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Enhydris longicauda (BOURRET, 1934)

IUCN Red List - Enhydris longicauda - Vulnerable, VU

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Higher TaxaHomalopsidae, Colubroidea, Caenophidia, Alethinophidia, Serpentes, Squamata (snakes)
Common NamesE: Long-tailed Mud Snake, Longhead Water Snake 
SynonymHypsirhina longicauda BOURRET 1934: 20
Enhydris longicauda — SMITH 1943: 386
Enhydris innominata longicauda — SAINT GIRONS 1971: 221
Enhydris innominata longicauda — PAUWELS et al. 2003
Enhydris longicauda — MURPHY & VORIS 2014: 17
Enhydris longicauda — WALLACH et al. 2014: 271 

Type locality: Tonlé Sap, Cambodia  
TypesSyntypes: MNHN-RA 1948.0095, MNHN-RA 1948.0096 and MNHN-RA 1938.0143 
DiagnosisDiagnosis: Ventral scales 124–133, dorsolateral pattern mostly black-purple with large, lateral, dark scalloped blotches. In color pattern it is most similar to Enhydris jagorii and E. innominata. However, both jagorii and innominata demonstrate sexual dimorphism of the subcaudal scales and show less lateral compression of the tail. These two species also have different ventral scale count ranges, E. jagorii 117–127, and E. innominata 106–117, E. chanardi has fewer scale rows (20–22) around the neck compared to E. longicauda (23– 25), fewer ventral scales (110–122), and a distinctive pattern of lateral spots involving 2–4 scales on scale rows 4–6. Enhydris enhydris and E. subtaeniata have a dorsal pattern of longitudinal stripes, but E. subtaeniata’s pattern includes lateral spots on scale rows 4–6, and a ventral scale count range of 136–153, E. enhydris has more than 153 ventrals. Enhydris enhydris and E. subtaeniata have smooth, striated scales, while longicauda, chanardi, jagorii, and innominata do not (MURPHY & VORIS 2014). 
CommentSynonymy: Enhydris pahangensis TWEEDIE 1946 was previously considered as a synonym of E. longicauda. 
EtymologyNamed after the relatively long tail of the species (”Latin “long-”, “cauda” = tail). 
  • Bourret, R. 1934. Notes herpétologiques sur l'Indochine Française IV. Sur une collection d’ophidiens de Cochinchine et du Cambodge. V. Sure Liopeltis major et ses alliés. Bull. Instr. Pub. Gen. Hanoi Sept. 1934: 13-125 (in print 3-20)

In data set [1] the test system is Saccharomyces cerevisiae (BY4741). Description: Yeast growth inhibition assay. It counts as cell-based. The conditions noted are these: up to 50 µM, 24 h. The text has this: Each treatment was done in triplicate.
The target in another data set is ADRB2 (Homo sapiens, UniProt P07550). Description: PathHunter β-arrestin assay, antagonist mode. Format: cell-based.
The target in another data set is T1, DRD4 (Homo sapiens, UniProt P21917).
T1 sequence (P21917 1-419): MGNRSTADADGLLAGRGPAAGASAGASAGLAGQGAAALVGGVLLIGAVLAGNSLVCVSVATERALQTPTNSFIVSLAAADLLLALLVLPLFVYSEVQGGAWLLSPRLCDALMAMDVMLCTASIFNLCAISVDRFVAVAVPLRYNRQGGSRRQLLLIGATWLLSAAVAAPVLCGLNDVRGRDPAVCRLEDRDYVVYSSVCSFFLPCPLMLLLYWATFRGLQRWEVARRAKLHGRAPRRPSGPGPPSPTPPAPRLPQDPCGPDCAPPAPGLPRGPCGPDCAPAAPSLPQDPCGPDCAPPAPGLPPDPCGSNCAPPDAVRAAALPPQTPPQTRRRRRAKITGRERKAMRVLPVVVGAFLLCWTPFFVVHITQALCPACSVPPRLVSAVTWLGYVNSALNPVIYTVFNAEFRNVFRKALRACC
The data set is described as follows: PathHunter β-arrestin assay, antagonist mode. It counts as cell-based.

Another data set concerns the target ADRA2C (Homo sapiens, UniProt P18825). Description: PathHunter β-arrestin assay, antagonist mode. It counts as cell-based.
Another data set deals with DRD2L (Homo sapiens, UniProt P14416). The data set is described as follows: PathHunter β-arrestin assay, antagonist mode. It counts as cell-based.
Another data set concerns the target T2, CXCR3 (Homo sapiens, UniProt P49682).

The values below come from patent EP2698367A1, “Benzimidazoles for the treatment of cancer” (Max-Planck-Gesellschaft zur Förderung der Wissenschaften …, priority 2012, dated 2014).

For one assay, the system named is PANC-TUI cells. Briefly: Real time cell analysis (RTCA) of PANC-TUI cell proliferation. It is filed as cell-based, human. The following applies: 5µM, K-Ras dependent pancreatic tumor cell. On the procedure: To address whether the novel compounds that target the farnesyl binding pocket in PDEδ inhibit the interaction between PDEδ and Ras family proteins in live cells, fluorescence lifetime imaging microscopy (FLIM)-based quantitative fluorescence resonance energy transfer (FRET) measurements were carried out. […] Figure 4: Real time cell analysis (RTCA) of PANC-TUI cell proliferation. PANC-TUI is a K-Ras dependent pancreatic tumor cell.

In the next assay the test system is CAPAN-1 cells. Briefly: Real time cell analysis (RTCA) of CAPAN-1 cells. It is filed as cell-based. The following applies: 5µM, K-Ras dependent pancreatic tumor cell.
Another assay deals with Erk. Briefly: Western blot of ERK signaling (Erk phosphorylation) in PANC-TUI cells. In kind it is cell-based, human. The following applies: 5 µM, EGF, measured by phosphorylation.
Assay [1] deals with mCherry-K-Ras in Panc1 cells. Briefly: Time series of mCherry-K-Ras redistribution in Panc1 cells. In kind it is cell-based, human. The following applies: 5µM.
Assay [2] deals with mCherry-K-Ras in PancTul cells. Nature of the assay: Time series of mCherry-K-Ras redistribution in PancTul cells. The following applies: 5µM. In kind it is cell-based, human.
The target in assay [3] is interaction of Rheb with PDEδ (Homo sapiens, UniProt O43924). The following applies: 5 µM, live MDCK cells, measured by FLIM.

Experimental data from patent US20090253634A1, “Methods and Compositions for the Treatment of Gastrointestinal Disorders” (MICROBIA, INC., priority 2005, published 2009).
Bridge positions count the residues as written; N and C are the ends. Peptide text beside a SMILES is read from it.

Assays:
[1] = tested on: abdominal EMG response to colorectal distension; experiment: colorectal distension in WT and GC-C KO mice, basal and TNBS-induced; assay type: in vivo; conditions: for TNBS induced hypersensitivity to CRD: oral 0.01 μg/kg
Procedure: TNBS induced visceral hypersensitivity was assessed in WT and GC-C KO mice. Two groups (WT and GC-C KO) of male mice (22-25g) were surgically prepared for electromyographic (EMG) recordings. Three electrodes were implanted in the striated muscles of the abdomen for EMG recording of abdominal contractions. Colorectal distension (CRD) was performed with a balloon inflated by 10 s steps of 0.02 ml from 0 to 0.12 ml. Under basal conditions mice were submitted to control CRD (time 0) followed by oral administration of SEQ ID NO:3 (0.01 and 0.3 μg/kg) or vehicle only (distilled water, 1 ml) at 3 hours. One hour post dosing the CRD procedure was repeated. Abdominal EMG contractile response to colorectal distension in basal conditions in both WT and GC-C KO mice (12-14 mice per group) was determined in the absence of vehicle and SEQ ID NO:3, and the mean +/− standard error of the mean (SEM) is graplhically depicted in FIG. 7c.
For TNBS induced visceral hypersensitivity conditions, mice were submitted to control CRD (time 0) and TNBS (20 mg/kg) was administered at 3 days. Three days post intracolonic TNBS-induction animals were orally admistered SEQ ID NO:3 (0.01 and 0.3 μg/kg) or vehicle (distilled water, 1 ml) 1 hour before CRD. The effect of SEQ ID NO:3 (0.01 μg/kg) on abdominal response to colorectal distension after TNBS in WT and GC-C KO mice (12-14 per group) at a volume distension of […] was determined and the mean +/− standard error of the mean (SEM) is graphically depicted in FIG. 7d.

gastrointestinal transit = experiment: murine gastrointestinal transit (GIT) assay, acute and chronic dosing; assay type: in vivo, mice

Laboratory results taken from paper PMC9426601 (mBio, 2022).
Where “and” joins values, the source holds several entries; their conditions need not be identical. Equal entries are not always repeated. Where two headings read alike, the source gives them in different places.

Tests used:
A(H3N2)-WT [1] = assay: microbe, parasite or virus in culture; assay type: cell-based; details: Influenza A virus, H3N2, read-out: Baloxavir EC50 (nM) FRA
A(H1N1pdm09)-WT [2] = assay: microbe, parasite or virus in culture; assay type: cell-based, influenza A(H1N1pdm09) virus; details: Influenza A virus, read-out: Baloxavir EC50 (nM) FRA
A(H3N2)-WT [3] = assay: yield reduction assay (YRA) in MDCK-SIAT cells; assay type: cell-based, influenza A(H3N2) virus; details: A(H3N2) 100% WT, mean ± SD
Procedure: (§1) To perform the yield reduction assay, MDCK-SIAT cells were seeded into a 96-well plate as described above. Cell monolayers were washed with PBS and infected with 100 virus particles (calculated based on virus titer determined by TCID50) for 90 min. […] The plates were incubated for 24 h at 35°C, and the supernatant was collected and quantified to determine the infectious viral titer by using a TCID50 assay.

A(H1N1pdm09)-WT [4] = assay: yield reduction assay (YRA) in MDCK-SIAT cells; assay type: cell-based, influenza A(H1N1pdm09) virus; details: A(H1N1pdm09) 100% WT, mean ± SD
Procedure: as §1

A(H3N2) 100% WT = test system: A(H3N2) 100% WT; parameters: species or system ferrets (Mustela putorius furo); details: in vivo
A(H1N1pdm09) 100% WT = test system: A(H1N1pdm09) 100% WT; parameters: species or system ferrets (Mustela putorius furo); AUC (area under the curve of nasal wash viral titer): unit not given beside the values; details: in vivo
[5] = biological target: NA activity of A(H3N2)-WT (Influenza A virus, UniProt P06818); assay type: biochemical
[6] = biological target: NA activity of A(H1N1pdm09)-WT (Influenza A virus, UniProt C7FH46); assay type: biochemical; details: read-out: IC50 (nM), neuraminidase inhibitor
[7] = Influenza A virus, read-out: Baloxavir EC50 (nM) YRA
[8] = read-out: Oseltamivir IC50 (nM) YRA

• KARNS, DARYL R.; VIMOKSALEHI LUKOSCHEK; JENNIFER OSTERHAGE; JOHN C. MURPHY & HAROLD K. VORIS 2010. Phylogeny and biogeography of the Enhydris clade (Serpentes: Homalopsidae). Zootaxa 2452: 18–30 [erratum in Zootaxa 2514: 68] - get paper here
  • Murphy, J.C. & Voris, H.K. 2014. A Checklist and Key to the Homalopsid Snakes (Reptilia, Squamata, Serpentes), with the Description of New Genera. FIELDIANA: LIFE AND EARTH SCIENCES (8): 1–43 - get paper here
  • Murphy, John C. 2007. Homalopsid Snakes: Evolution in the Mud. Krieger Publishing, Malabar, Florida, 249 pp.
  • Pauwels, O.S.G.; David, P.; Chimsunchart, C. & Thirakhupt, K. 2003. Reptiles of Phetchaburi Province, Western Thailand: a list of species, with natural history notes, and a discussion on the biogeography at the Isthmus of Kra. Natural History Journal of Chulalongkorn University 3 (1): 23-53 - get paper here
  • Smith, M.A. 1943. The Fauna of British India, Ceylon and Burma, Including the Whole of the Indo-Chinese Sub-Region. Reptilia and Amphibia. 3 (Serpentes). Taylor and Francis, London. 583 pp.
  • Stuart, B.L.; Smith, J.; Davey, K.; Din, P. & Platt, S.G. 2000. Homalopsine watersnakes. The harvest and trade from Tonle Sap, Cambodia. Traffic Bull. 18 (3): 115-124
  • Wallach, Van; Kenneth L. Williams , Jeff Boundy 2014. Snakes of the World: A Catalogue of Living and Extinct Species. [type catalogue] Taylor and Francis, CRC Press, 1237 pp.
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